First and foremost, it’s important to note I am in no way contending that conservatives have been subject to oppression in any significant way, and certainly not to the degree that has historically affected ethnic minorities and women. Affirmative action programs can, in some instances, serve primarily to correct this historical wrongdoing. In addition to that, however, they serve to acknowledge and promote the robust benefits provided by representation of minority groups and diversification of a population. In this sense, it’s logical to suggest that perhaps it is appropriate to adjust hiring practices such that the faculty at a university are more ideologically representative of the country as a whole.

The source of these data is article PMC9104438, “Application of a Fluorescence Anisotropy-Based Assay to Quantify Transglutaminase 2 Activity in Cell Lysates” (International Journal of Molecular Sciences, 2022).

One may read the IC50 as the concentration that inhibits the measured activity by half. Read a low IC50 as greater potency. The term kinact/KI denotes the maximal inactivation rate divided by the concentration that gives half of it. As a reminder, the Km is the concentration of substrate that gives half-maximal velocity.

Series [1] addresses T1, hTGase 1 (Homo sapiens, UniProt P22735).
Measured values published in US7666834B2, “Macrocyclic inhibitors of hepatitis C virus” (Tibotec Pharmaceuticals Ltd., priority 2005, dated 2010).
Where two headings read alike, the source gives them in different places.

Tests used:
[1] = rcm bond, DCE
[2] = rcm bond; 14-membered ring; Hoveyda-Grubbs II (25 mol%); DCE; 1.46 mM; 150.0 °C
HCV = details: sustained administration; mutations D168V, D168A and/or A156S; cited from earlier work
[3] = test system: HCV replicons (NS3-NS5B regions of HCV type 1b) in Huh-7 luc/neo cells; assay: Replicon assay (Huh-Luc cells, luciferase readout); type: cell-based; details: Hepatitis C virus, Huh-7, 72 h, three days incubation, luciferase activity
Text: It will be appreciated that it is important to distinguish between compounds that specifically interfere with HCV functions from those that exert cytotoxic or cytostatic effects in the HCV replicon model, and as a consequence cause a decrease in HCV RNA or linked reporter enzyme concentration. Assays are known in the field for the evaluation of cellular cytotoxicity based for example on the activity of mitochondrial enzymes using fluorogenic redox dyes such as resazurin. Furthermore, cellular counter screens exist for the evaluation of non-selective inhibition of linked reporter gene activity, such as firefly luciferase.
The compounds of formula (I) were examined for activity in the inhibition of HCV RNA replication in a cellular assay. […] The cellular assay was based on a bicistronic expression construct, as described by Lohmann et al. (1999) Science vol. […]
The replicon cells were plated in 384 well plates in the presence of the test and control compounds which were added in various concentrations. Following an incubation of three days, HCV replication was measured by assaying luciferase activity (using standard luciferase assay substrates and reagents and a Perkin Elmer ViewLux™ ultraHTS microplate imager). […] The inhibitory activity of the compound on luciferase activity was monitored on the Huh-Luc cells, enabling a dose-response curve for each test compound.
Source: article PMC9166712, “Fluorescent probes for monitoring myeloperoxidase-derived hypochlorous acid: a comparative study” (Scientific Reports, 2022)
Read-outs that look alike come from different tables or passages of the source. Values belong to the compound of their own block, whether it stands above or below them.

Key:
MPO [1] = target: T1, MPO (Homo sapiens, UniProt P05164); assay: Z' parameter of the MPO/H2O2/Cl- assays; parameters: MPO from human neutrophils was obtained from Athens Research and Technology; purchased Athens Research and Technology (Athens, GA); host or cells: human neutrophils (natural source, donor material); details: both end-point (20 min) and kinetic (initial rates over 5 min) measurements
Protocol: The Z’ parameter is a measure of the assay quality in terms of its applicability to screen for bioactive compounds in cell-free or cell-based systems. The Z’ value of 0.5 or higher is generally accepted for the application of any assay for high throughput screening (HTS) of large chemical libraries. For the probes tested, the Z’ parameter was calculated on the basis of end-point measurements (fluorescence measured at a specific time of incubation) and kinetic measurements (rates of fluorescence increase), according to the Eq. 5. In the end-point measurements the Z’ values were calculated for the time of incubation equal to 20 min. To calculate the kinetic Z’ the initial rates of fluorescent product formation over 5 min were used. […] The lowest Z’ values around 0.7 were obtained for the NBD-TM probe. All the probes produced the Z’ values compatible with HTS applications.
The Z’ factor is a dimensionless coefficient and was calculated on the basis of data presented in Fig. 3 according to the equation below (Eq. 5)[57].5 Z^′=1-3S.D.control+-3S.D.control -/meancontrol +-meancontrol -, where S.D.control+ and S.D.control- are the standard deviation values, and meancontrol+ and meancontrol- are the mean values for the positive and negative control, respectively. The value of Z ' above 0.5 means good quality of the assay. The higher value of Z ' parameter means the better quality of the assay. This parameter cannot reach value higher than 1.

At no time in history has it been more imperative that we promote ideological diversity on grounds, simply because at no time in history has it been easier to insulate ourselves from contrary opinions. Before, because the entirety of our socialization was done directly, face to face, it was impossible to merely avoid contrary opinions. With the advent of the Internet and social media, it has become almost irresistibly easy to simply unfollow the opposition, content to remain in an online ideological echo chamber. The Internet has certainly broadened people’s capability to seek out other perspectives, but we’ve come to see that people tend to leave this immense newfound power unused. Instead, people can easily self select their own online social circles, and entirely avoid interaction with opinions divergent from their own. This has undoubtedly had some hand in the increasing political polarization in the United States. When we no longer have to interact with those who hold opposing viewpoints, it becomes far too easy to demonize the opposition. When our beliefs and opinions aren’t challenged, society as a whole suffers. Universities are uniquely situated to remedy this kind of polarization and ignorance. Nowhere else is there such a healthy atmosphere for intellectual discourse and debate, where individuals can consider with great nuance their own opinions, as well as the opinions of others.